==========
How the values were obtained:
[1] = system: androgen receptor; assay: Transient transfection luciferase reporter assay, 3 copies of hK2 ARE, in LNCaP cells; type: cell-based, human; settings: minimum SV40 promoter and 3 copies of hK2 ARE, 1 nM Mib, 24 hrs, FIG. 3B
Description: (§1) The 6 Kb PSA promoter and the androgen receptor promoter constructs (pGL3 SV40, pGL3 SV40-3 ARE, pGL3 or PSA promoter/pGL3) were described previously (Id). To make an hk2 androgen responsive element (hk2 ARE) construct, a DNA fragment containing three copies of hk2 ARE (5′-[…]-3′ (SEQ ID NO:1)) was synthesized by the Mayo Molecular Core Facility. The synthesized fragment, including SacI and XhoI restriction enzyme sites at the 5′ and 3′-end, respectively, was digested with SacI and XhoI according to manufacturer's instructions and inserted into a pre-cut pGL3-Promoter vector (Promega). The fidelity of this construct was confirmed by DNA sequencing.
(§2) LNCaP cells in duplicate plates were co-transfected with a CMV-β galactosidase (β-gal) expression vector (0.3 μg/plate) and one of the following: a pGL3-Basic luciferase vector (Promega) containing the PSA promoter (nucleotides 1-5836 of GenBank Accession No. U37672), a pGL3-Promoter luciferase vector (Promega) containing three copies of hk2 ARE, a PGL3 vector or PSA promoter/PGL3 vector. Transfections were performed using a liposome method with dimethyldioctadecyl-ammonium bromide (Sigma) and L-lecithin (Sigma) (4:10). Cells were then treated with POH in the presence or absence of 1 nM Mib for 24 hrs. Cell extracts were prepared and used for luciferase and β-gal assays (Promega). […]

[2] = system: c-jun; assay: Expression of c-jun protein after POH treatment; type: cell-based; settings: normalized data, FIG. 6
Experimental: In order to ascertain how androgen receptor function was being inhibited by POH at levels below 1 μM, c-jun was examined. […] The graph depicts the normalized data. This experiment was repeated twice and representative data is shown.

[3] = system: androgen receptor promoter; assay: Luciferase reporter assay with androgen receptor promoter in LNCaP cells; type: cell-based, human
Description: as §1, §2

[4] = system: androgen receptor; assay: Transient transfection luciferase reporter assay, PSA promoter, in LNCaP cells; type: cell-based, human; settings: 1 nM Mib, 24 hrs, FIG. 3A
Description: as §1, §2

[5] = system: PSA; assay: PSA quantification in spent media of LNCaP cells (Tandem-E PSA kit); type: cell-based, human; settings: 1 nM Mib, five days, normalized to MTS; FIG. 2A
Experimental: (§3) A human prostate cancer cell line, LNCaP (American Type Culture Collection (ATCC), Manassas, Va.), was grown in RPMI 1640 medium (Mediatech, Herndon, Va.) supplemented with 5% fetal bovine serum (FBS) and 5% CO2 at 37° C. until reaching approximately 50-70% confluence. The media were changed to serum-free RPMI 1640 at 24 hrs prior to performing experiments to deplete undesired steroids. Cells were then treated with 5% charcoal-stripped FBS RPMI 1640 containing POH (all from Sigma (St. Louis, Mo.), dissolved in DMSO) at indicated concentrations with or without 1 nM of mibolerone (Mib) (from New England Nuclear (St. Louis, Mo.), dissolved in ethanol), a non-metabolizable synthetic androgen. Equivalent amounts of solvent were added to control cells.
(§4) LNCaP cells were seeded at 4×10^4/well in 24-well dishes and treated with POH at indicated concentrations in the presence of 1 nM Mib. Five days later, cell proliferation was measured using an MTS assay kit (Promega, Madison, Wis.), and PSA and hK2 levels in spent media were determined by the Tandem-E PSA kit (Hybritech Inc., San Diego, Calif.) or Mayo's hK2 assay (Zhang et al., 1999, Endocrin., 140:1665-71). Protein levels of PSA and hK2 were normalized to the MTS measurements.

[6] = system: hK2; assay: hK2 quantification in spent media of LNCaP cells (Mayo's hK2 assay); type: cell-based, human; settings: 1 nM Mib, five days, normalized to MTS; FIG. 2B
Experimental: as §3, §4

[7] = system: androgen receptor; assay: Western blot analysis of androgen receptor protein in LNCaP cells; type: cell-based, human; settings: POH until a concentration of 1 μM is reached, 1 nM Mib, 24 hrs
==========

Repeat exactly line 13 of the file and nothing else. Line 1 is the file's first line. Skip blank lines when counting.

(§4) LNCaP cells were seeded at 4×10^4/well in 24-well dishes and treated with POH at indicated concentrations in the presence of 1 nM Mib. Five days later, cell proliferation was measured using an MTS assay kit (Promega, Madison, Wis.), and PSA and hK2 levels in spent media were determined by the Tandem-E PSA kit (Hybritech Inc., San Diego, Calif.) or Mayo's hK2 assay (Zhang et al., 1999, Endocrin., 140:1665-71). Protein levels of PSA and hK2 were normalized to the MTS measurements.